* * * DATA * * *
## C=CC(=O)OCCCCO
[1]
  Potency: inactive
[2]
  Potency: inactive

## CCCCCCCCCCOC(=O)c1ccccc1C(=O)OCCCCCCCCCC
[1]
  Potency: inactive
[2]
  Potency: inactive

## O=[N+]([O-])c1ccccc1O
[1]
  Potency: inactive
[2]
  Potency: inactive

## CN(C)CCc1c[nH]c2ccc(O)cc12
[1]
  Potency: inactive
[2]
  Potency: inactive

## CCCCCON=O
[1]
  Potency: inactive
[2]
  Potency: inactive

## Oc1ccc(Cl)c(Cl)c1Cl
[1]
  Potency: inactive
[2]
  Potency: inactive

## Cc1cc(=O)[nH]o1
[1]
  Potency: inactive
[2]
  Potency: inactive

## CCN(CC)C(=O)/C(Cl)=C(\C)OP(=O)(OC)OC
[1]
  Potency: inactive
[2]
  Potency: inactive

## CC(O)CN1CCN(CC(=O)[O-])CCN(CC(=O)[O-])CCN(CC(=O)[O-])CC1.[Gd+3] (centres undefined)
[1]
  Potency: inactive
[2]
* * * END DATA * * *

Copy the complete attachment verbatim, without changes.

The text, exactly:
## C=CC(=O)OCCCCO
[1]
  Potency: inactive
[2]
  Potency: inactive

## CCCCCCCCCCOC(=O)c1ccccc1C(=O)OCCCCCCCCCC
[1]
  Potency: inactive
[2]
  Potency: inactive

## O=[N+]([O-])c1ccccc1O
[1]
  Potency: inactive
[2]
  Potency: inactive

## CN(C)CCc1c[nH]c2ccc(O)cc12
[1]
  Potency: inactive
[2]
  Potency: inactive

## CCCCCON=O
[1]
  Potency: inactive
[2]
  Potency: inactive

## Oc1ccc(Cl)c(Cl)c1Cl
[1]
  Potency: inactive
[2]
  Potency: inactive

## Cc1cc(=O)[nH]o1
[1]
  Potency: inactive
[2]
  Potency: inactive

## CCN(CC)C(=O)/C(Cl)=C(\C)OP(=O)(OC)OC
[1]
  Potency: inactive
[2]
  Potency: inactive

## CC(O)CN1CCN(CC(=O)[O-])CCN(CC(=O)[O-])CCN(CC(=O)[O-])CC1.[Gd+3] (centres undefined)
[1]
  Potency: inactive
[2]